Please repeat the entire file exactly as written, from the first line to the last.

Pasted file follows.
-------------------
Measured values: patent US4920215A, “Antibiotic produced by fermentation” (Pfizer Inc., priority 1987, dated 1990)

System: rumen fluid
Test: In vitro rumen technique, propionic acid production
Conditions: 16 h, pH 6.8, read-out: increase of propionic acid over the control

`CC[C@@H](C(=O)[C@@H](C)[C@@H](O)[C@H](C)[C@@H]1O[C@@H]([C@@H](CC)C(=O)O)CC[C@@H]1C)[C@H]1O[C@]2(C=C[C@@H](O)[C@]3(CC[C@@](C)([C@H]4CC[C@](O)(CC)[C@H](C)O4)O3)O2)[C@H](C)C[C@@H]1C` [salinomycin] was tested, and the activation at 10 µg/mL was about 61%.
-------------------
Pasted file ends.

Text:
Measured values: patent US4920215A, “Antibiotic produced by fermentation” (Pfizer Inc., priority 1987, dated 1990)

System: rumen fluid
Test: In vitro rumen technique, propionic acid production
Conditions: 16 h, pH 6.8, read-out: increase of propionic acid over the control

`CC[C@@H](C(=O)[C@@H](C)[C@@H](O)[C@H](C)[C@@H]1O[C@@H]([C@@H](CC)C(=O)O)CC[C@@H]1C)[C@H]1O[C@]2(C=C[C@@H](O)[C@]3(CC[C@@](C)([C@H]4CC[C@](O)(CC)[C@H](C)O4)O3)O2)[C@H](C)C[C@@H]1C` [salinomycin] was tested, and the activation at 10 µg/mL was about 61%.